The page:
And now, back to our regularly scheduled thread, already in progress....

    Bookmark   April 5, 2008 at 11:57PM
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I have recently read that the whitetail are such prolific breaders and can diverisify to suit their habitit so well that the mule deer might be breed out of existance.

just some food for thought

    Bookmark   April 8, 2008 at 4:22PM
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texas seems to have a great ecosystem w/ no wolves/mtn lions.

    Bookmark   April 21, 2008 at 11:13PM
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I'm pretty sure that part of Texas has a mountain lion population. On another note, I live in one of the most prized Whitetail hunting areas in the country. One night a buddy of mine took me on a drive down a gravel road at dusk to show me the deer we had in the area. We drove for less than three miles and counted over 200 deer. I've got to disagree that humans can do the job of predator than the above listed animals.

    Bookmark   April 25, 2008 at 8:27PM
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Elly_NJ(NJ z6)

See below.

Here is a link that might be useful: Link to Earthjustice about Grey Wolf delisting

    Bookmark   April 28, 2008 at 1:41PM
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Give me a break. Nice tidbit about wolf "253". Seriously, they were reaching with that story. He fought up hill his whole life etc etc.... Playing the sympathy card is a good call though, Bambi comes to mind.(rolls eyes).

    Bookmark   May 3, 2008 at 8:31AM
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dirtgirl(So. Illinois)

I will have to re-read the story...still not sure WHY they shot 253.
All you need is a gun and a steady hand? Even after delisting I am sure you would need a permit or a wolf tag, or at least be losing stock or other property before it's legal.

One thing that has ALWAYS troubled me about predator reintroduction is the nagging feeling in the pit of my stomach that it's all done to eventually create another hunting/trapping season and the revenues that go with it. Bringing in trophy hunters to bag our "legendary" whitetail is a multi-million dollar affair in Illinois, just like grizzly hunts are in Alaska.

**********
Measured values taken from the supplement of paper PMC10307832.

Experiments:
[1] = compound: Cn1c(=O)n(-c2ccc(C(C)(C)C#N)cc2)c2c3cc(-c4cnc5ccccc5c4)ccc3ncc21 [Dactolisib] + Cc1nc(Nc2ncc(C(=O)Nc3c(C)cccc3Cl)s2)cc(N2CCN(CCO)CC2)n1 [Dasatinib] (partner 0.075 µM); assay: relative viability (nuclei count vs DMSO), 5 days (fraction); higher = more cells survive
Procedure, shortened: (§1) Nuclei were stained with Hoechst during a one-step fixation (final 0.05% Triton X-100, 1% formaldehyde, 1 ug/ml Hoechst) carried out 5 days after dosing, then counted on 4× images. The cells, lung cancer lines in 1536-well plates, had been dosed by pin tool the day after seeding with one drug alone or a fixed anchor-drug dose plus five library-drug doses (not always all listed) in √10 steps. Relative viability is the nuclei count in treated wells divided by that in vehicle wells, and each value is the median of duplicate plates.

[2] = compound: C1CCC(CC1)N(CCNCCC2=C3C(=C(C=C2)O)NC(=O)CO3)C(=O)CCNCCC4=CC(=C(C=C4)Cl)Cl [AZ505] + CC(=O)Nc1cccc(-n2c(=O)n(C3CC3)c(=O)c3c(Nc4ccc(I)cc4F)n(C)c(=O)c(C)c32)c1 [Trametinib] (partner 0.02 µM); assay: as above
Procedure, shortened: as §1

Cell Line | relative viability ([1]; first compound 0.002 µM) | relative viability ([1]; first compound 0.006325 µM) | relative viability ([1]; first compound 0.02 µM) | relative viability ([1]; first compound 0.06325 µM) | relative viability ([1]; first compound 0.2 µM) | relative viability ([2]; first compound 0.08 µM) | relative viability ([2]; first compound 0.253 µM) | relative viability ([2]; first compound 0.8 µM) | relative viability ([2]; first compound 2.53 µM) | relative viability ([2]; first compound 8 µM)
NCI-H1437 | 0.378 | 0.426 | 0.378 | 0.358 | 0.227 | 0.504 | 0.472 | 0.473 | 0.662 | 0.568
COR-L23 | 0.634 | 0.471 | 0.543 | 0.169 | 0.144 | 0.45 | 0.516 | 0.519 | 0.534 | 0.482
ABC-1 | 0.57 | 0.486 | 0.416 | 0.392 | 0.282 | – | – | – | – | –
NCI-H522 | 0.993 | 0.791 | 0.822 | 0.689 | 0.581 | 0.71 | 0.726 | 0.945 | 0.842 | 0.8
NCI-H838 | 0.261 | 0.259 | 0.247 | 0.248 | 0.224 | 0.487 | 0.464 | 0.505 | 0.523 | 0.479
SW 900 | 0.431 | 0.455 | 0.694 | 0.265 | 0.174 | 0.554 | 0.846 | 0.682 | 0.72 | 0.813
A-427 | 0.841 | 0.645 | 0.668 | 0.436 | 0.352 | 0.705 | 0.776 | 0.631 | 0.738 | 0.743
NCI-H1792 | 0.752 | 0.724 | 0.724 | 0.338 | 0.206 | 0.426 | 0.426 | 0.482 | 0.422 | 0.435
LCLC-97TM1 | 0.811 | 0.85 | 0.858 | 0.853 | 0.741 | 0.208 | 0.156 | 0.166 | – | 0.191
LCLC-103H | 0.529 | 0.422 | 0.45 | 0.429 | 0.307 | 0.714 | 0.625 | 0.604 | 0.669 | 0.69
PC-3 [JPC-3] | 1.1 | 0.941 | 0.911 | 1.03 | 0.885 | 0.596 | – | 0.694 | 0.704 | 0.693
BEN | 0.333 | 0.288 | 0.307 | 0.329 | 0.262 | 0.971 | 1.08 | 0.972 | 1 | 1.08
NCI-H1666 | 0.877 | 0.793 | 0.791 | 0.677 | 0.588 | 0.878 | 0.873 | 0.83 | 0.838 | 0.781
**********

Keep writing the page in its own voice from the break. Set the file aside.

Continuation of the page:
If I ever thought for certain that revenues were a primary driving force behind reintroduction I'd totally change my opinions on the process.

    Bookmark   May 3, 2008 at 1:35PM
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gottagarden(z5 western NY)

I want more hunters in western NY. The white tail deer are out of control. This year alone my brother and sister hit a deer that jumped in front of their car at night. Verrrry expensive to have the car fixed. That's just this year. In years past many other accidents have occurred. I

Article in the newspaper that car insurance companies are raising rates here because the deer/vehicle encounters have skyrocketed in the last few years. Many people lose their lives in these accidents.

The local parks and wildlife refuges hate the deer because they eat everything in sight. Deer do not let any new trees grow unless they are fenced off and this is stopping the forests from regenerating. The lack of small trees and undergrowth has further reduced the rest of wildlife. Deer are displacing just about everything else. This is wildlife and conservation people that hate the deer, not big business.

Hunting is declining as a sport. Not enough hunters anymore to keep them under control and young people find new electronic hobbies more interesting than hunting. No wolves or other predators either.

Hunting and other license fees fund wildlife services. With hunting on the decline, revenue to our wildlife services is on the decline.

If you're a hunter, come to western NY where the hunting is easy. Everyone that I know is a hunter has found it pretty easy to bag their limit.

    Bookmark   July 8, 2008 at 4:41PM